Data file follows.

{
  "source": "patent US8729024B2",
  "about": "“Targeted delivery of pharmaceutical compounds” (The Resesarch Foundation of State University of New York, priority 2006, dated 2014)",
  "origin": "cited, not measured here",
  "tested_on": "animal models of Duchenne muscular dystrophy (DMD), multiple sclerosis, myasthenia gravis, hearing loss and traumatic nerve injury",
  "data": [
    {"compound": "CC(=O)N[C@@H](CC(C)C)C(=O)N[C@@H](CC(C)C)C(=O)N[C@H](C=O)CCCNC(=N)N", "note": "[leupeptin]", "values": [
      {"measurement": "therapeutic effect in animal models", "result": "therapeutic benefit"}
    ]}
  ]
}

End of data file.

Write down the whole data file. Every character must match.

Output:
{
  "source": "patent US8729024B2",
  "about": "“Targeted delivery of pharmaceutical compounds” (The Resesarch Foundation of State University of New York, priority 2006, dated 2014)",
  "origin": "cited, not measured here",
  "tested_on": "animal models of Duchenne muscular dystrophy (DMD), multiple sclerosis, myasthenia gravis, hearing loss and traumatic nerve injury",
  "data": [
    {"compound": "CC(=O)N[C@@H](CC(C)C)C(=O)N[C@@H](CC(C)C)C(=O)N[C@H](C=O)CCCNC(=N)N", "note": "[leupeptin]", "values": [
      {"measurement": "therapeutic effect in animal models", "result": "therapeutic benefit"}
    ]}
  ]
}